Avrora was the third and last in the Pallada class of three protected cruisers. The specifications were as follows:


5,260 tons (normal), 6,731 tons (full load)


Length - 126.8 m (oa), 123.7 (wl), Beam - 16.8 m, Draft - 6.4 m


3-shaft Vertical Triple Expansion, 24 Belleville boilers, 11,600 ihp (8,535 kW)


900 t (normal), 1,430 t (full load)


2,200 nm at 9 knots


20.0 knots



Avrora was laid down at the New Admiralty shipyard in Saint Petersburg on May 23, 1897, launched on April 28, 1900 and commissioned on July 16, 1903. (In the Cyrillic alphabet, the name is spelled ABPOPA, which translates to Avrora, rather than Aurora.)

As built, Avrora and her two sisters (or brothers since ships are "male" in the Russian language) were much larger and more powerful than their predecessors were. Armament in 1903 was as follows: 8 x 6-inch/45, 24 x 11 pdr, 8 x 1 pdr, 3 x 15-inch torpedo tubes (one at the bow, above the waterline, the other two submerged on either side) 

Avrora Hull Photographs
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During the Russo-Japanese war, Pallada was attached to the Pacific squadron in Port Arthur and took part in the operations of that fleet until it was bottled up in the military harbor of Port Arthur by the Japanese blockade. When the Japanese army gained control of the heights above the Russian base, they shelled the helpless fleet. Pallada was sunk by 11-inch howitzer shells and abandoned by her crew. After the Russian garrison surrendered, the Japanese raised a number of Russian warships and restored them as part of their navy. Pallada was repaired and modernized to become the Isugaru, which served in a Japanese cruiser squadron until stricken and scrapped in 1923. 

Avrora's Armament
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Avrora was included in the Second Pacific Squadron, a collection of most of the warships available in the Baltic fleet, that was given the impossible task of sailing around the world to defeat the Japanese Navy in a decisive battle. As it happened, the Japanese fleet under Admiral Togo destroyed most of the Russian fleet at Tsu-Shima on May 27, 1905. Avrora, although damaged (2 direct hits, 17 dead and 80 wounded in the crew) survived the battle and escaped to Manila where she was interned until the end of the war. 

Avrora's Masts & Stacks
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Upon returning to Saint Petersburg, Avrora was repaired and served as a training cruiser until WW I broke out. Armament was increased to 14 x 6-inch/45 (Sister ship Diana was re-gunned with 10 x 5.5-inch and 2 76mm/AA). In November 1917, Avrora was in Saint Petersburg and most of the crew under the influence of the Bolsheviks. The cruiser was moved to prevent the Kerensky government from raising the bridges and isolating portions of the city. Furthermore, one of the guns of the cruiser fired a blank shot to give a signal for the Red Guards to seize the Winter Palace and arrest the Kerensky cabinet.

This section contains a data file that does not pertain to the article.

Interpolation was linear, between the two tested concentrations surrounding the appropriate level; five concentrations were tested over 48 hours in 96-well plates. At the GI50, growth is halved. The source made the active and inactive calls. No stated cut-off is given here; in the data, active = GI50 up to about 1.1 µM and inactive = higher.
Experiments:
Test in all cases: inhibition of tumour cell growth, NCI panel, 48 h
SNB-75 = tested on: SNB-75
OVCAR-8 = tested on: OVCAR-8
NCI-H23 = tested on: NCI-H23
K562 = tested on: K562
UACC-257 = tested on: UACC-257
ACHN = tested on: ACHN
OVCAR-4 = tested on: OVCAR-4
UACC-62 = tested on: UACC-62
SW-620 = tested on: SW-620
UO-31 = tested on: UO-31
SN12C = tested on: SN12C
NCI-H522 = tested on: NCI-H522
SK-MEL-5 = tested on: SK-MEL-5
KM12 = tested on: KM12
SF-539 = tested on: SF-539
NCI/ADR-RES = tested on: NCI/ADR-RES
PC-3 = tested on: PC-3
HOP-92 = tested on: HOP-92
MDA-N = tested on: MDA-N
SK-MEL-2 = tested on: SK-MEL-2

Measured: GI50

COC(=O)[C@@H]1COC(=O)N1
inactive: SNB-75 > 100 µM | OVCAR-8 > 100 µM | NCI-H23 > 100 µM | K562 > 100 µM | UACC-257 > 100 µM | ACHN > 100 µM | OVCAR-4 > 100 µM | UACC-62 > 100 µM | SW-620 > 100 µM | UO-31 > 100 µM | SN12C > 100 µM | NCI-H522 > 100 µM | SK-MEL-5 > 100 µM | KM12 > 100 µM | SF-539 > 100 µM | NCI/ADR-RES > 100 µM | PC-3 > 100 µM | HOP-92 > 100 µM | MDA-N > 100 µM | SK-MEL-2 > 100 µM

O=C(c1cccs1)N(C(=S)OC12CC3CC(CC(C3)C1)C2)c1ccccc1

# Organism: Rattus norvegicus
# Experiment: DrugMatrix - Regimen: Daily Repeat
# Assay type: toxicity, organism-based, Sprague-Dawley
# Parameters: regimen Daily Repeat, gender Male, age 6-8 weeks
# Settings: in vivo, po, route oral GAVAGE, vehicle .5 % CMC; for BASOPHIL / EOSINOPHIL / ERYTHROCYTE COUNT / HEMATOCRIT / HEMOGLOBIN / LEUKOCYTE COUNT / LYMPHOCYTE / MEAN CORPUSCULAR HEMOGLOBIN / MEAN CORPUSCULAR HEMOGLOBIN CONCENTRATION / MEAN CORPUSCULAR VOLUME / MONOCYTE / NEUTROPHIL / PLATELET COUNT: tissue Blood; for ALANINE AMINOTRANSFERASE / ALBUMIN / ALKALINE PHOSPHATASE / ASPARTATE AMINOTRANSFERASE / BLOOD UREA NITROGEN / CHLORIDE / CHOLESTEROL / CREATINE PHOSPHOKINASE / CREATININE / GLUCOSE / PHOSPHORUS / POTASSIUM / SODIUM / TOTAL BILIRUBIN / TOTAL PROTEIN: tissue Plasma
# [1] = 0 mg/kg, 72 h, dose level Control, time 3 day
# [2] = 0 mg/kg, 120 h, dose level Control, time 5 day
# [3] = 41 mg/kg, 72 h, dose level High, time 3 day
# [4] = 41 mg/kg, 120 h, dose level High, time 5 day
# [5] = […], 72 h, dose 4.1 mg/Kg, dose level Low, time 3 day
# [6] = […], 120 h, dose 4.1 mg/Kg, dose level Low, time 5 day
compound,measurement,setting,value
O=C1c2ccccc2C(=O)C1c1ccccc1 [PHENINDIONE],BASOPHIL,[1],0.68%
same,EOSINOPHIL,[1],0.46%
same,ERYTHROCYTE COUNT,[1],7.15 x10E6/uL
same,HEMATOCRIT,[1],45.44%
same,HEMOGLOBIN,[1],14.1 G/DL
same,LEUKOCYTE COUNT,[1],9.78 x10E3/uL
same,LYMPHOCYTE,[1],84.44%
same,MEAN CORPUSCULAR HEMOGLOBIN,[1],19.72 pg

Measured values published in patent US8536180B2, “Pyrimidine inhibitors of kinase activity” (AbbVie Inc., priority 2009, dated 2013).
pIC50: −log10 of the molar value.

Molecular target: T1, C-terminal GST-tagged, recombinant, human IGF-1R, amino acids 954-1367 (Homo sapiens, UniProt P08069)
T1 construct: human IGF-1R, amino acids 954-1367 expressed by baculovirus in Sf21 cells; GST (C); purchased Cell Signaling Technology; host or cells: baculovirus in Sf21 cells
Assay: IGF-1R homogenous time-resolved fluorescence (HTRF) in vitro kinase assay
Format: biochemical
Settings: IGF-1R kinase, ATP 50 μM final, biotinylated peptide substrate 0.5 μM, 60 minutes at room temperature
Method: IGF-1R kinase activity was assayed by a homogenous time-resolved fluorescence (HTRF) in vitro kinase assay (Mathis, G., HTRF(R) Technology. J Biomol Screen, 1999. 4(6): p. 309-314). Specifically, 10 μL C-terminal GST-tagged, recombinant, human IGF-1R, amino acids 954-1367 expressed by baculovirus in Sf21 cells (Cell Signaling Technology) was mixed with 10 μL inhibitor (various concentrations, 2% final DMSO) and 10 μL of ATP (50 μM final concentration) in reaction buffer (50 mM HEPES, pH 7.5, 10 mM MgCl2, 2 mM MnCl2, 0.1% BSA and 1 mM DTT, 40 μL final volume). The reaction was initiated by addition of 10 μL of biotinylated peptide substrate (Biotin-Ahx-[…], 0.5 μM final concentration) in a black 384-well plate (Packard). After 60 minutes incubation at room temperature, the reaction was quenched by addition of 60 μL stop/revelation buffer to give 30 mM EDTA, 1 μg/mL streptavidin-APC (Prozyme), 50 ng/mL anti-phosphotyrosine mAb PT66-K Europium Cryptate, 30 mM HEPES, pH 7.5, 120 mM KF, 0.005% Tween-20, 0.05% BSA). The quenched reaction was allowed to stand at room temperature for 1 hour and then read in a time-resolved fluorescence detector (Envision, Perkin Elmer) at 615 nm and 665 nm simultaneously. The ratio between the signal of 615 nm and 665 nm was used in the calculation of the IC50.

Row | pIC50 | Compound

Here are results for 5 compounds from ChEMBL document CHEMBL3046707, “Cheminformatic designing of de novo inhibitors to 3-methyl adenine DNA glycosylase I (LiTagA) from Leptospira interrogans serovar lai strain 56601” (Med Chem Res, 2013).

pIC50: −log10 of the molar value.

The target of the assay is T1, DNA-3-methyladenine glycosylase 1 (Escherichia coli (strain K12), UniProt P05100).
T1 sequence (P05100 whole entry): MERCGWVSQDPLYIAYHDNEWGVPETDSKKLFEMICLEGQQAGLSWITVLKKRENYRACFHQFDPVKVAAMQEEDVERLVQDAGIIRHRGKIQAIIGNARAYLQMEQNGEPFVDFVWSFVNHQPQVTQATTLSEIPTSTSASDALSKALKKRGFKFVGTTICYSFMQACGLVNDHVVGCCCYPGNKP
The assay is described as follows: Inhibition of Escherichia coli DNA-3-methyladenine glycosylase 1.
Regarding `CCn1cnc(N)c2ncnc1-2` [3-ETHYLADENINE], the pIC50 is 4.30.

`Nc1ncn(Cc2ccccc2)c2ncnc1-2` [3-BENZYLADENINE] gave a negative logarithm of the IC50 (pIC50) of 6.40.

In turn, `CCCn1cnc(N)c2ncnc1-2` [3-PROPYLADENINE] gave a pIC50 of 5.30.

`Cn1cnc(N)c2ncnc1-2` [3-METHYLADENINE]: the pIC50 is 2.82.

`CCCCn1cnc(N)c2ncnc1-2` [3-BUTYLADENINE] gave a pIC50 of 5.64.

Deck Photographs
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It is for that participation that Avrora was preserved as a monument by the Soviets. During WW II, the cruiser was stripped of its guns and sunk in shallow waters. After the war, the hulk was raised and restored to become a museum in advance of the 50th anniversary of the Revolution in 1957. Many pieces of equipment were gathered on board, including 14 130mm destroyer guns. The anchor gear was modernized and the ship was given a permanent berth on the banks of the Neva, where Avrora can still be visited today. 

Avrora's Fittings
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In 1987, Avrora was completely rebuilt to prevent the ship collapsing due to extensive damage to the hull. Today, the ship is as good as new and maintained in pristine shape by the corps of sea cadets. Portions of the upper deck have been renovated to illustrate the crew quarters and anchor gear space (the anchors themselves have been replaced by 1917-style look-alikes). The rest of the deck is devoted to exhibits of the glorious past of the cruiser and the Russian navy (including superb models). 

Builder's Models on Avrora
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The cruiser has been restored to its 1917 state, with only minimal concessions to her age and previous condition as a Soviet-era relic. For example, the guns are not 6-inchers anymore, and the shields have the wrong shape. But Avrora is still a glorious sight, anchored as she is on the Neva, with her distinctive 3 tall funnels. Avrora is a must-see for all ship lovers. (This article originally appeared in International Maritime Modeling)